Turn a cardboard box into a solar oven and harness the sun’s energy to make your own s’mores—our favorite summer treat! Learn about energy, cause and effect and enjoy a sweet reward, too!
What is a solar oven? A container that traps energy from the sun to heat up the air inside the container. It works much like a greenhouse, but all you need to make one is a cardboard box, aluminum foil, plastic wrap and a glue stick.
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Step 1: Check the weather.
A solar oven works like a charm, as long as you have a sunny day with outdoor temperatures at or above 85 degrees Fahrenheit (~29-30 Celsius).
Step 2: Gather your materials.
Cardboard box (at least 3-4 inches deep)
Clear plastic wrap
Tape of any kind
Stick, metal skewer or ruler (about 1 foot long)
Box cutter or knife to cut cardboard (adults only!)
Step 3: Set up your solar oven.
Seal the box up (if it doesn’t seal up or stay closed on its own).
Cut a 3-sided flap out of the top. As you cut, leave at least a 1-inch border around the three sides. (See photos for an example of where to cut).
Cover the inside of the flap with aluminum foil, using glue to make sure it sticks. Be mindful to smooth out the foil as much as you can.
Line the inside of the box with aluminum foil in the same way (attaching with glue and smoothing). You can place black paper on the bottom, but you can also just use tinfoil.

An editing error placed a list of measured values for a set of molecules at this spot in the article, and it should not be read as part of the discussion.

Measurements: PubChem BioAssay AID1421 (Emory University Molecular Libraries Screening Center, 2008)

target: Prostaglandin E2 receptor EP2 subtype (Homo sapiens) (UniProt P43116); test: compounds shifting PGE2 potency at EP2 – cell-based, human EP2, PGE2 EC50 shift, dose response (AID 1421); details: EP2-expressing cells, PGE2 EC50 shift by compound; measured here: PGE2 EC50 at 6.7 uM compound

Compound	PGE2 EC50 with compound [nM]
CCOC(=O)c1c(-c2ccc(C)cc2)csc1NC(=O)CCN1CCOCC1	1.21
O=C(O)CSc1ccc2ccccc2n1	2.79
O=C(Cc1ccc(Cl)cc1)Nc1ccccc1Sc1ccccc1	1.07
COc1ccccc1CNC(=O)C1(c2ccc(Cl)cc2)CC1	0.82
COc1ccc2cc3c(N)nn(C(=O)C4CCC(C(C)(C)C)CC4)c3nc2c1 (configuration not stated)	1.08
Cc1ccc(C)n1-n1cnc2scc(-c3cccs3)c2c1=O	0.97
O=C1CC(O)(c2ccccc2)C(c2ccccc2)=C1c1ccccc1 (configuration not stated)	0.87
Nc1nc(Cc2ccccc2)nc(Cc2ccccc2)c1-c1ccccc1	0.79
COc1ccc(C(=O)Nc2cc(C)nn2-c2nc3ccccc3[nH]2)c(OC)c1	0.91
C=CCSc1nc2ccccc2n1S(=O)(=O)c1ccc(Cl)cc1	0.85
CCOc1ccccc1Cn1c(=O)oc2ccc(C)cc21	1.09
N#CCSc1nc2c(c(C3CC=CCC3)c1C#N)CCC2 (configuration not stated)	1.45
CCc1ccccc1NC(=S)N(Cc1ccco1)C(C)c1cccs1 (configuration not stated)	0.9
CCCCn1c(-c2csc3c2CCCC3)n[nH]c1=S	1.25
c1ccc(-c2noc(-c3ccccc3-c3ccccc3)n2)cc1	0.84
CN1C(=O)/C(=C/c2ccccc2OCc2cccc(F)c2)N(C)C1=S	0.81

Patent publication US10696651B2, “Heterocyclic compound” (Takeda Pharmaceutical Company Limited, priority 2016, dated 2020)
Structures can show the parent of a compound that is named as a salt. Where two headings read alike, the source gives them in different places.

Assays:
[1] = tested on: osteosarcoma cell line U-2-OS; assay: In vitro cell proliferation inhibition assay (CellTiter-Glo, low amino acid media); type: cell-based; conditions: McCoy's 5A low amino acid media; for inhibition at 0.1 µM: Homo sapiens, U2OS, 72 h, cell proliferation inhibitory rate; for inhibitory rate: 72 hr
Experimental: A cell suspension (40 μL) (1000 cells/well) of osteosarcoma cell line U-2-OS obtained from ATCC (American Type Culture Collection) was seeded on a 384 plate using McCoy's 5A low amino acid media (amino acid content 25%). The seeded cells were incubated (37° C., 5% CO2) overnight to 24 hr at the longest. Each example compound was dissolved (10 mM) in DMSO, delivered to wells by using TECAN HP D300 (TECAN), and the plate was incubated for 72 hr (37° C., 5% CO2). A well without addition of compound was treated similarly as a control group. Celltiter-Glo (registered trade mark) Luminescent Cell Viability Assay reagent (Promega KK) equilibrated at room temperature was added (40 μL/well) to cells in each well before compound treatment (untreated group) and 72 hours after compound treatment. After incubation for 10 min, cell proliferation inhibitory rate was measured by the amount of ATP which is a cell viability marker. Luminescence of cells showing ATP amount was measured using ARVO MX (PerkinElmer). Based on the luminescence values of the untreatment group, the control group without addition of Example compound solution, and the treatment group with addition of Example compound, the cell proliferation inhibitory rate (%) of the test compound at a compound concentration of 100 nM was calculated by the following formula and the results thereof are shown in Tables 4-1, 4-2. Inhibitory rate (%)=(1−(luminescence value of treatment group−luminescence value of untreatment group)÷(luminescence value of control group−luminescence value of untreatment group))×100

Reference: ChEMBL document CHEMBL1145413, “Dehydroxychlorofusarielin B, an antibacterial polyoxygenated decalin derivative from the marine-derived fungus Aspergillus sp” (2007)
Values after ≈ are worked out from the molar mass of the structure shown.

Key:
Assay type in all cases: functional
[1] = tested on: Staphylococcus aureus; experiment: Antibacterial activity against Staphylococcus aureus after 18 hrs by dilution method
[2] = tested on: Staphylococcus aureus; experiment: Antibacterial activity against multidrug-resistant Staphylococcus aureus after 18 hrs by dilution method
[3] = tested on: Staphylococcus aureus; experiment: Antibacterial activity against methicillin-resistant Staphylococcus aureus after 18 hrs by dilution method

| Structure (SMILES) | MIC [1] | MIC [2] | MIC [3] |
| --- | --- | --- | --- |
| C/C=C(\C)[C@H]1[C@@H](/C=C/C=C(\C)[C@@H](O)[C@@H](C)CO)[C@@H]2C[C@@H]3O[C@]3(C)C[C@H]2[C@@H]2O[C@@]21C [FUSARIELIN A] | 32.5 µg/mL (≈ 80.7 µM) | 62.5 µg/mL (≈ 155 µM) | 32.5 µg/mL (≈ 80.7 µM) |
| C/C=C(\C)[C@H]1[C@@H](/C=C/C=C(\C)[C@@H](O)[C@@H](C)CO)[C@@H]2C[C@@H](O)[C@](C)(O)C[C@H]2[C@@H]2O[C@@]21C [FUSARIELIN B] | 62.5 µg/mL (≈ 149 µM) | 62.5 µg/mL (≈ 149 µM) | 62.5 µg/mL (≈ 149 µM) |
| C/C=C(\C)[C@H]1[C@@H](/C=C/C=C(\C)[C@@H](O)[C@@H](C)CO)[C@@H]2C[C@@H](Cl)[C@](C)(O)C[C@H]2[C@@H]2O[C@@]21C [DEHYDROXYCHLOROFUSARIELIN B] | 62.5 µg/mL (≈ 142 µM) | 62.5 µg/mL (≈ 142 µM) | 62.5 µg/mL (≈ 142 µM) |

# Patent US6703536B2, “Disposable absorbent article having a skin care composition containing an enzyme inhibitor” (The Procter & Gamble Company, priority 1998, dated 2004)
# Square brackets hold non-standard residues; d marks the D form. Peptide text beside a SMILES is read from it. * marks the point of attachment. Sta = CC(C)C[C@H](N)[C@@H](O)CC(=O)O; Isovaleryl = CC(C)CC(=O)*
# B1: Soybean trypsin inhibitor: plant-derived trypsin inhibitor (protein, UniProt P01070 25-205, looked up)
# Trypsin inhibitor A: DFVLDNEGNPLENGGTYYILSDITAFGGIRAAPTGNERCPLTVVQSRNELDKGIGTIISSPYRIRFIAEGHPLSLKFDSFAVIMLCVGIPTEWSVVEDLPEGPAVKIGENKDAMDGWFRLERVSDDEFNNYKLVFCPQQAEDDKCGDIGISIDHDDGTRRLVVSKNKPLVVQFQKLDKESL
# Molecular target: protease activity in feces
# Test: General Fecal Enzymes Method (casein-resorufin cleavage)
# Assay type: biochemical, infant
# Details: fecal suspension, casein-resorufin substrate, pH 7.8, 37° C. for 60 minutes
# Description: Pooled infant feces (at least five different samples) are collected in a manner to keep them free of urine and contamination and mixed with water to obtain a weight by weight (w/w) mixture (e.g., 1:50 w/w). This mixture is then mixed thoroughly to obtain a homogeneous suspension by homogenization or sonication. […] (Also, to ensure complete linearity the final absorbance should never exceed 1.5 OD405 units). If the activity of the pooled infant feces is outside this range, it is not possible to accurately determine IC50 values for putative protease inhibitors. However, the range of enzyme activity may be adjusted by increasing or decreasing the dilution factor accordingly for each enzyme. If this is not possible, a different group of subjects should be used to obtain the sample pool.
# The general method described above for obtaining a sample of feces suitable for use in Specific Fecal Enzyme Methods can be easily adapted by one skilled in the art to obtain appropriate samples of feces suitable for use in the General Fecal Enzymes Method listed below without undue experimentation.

Stretch plastic wrap across the opening you cut to create the lid and tape it in place. Note: If you, like us, are trying not to use plastic, you can try to use a piece of glass. We’ve tried to use a glass baking dish and use tape to form a seal around it. The reason plastic works so well is that it allows the sun through and traps the heat in.
Get your stick or ruler and set it up so that the stick props the oven lid open, allowing the light to reflect back into the box. Use tape if you need to secure the stick in place.
Note: As you set up your oven, welcome kids to be involved in whatever way feels right and to whatever extent they are interested. It can be fun and useful for kids just to play and explore some of the materials along side you (e.g. sculpt with tinfoil or see how tinfoil feels in the sun), too.
Step 4: Preheat your oven.
Place the oven in direct sunlight on. Prop the flap open to reflect the light into the box. You will probably have to tape the prop in place. Preheat the oven for at least 30 minutes before you add your s’mores.
Step 5: Gather s’mores ingredients.
You will need:
Thin chocolate bars
Break graham crackers in half and place a marshmallow on each one. Note: We like to use thin chocolate and put it on at the end, since chocolate melts so much faster than marshmallows in the solar oven.
Step 6: Start cooking!
Gently peel back your plastic or clear covering. Place your graham cracker/marshmallows in the preheated solar oven. Close the plastic/clear oven lid again and make sure it’s on tight. Then, use your stick once again to prop up the flap and reflect the sunlight into the box.
Step 7: Practice patience...or just go play!
Depending on the heat of the day and how bright the sunlight, it takes between 30 to 60 minutes for marshmallows to reach s’more level smoosh in the solar oven.
One you think they are ready, carefully peel open the clear oven lid and add a piece of chocolate on top of each marshmallow. Place another graham cracker square on top to complete the s’more.
Put the plastic cover back on and seal tight once more. Let the whole s’mores heat for just a few minutes more to melt the chocolate a bit, too.
Step 8: Enjoy!